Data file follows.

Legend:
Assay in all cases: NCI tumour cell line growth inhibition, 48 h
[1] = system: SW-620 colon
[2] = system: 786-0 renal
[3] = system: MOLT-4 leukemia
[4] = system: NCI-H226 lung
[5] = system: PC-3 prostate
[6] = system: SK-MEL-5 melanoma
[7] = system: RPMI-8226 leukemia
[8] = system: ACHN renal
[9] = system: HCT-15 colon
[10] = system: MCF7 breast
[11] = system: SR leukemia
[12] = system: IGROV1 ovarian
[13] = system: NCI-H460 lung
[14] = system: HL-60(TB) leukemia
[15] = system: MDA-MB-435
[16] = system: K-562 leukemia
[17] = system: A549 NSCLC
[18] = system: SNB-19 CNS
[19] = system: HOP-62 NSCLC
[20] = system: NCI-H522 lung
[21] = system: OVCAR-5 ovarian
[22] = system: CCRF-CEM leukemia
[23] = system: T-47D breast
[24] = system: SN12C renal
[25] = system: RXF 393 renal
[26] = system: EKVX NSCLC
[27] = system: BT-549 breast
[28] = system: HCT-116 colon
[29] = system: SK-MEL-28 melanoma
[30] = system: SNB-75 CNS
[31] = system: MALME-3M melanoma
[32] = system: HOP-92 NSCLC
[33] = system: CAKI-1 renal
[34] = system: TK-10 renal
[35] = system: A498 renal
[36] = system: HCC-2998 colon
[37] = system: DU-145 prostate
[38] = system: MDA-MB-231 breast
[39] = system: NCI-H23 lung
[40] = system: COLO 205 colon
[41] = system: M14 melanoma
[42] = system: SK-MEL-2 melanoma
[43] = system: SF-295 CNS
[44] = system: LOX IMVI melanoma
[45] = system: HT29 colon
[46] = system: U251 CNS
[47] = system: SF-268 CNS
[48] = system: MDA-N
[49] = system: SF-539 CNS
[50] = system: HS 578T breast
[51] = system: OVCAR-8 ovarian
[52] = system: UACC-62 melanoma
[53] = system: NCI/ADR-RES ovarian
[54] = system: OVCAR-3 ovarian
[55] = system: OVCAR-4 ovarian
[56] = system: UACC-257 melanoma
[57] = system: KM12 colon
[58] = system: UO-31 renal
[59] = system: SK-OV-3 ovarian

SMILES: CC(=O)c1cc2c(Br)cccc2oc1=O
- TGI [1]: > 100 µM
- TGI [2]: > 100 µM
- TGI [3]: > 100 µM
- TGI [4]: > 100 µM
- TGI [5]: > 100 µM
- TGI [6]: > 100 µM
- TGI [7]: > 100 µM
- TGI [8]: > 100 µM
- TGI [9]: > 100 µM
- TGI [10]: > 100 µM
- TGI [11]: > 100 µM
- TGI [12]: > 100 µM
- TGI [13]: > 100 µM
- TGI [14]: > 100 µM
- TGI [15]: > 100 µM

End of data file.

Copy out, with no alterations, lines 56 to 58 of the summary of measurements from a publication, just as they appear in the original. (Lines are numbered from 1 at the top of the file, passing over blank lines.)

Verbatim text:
[54] = system: OVCAR-3 ovarian
[55] = system: OVCAR-4 ovarian
[56] = system: UACC-257 melanoma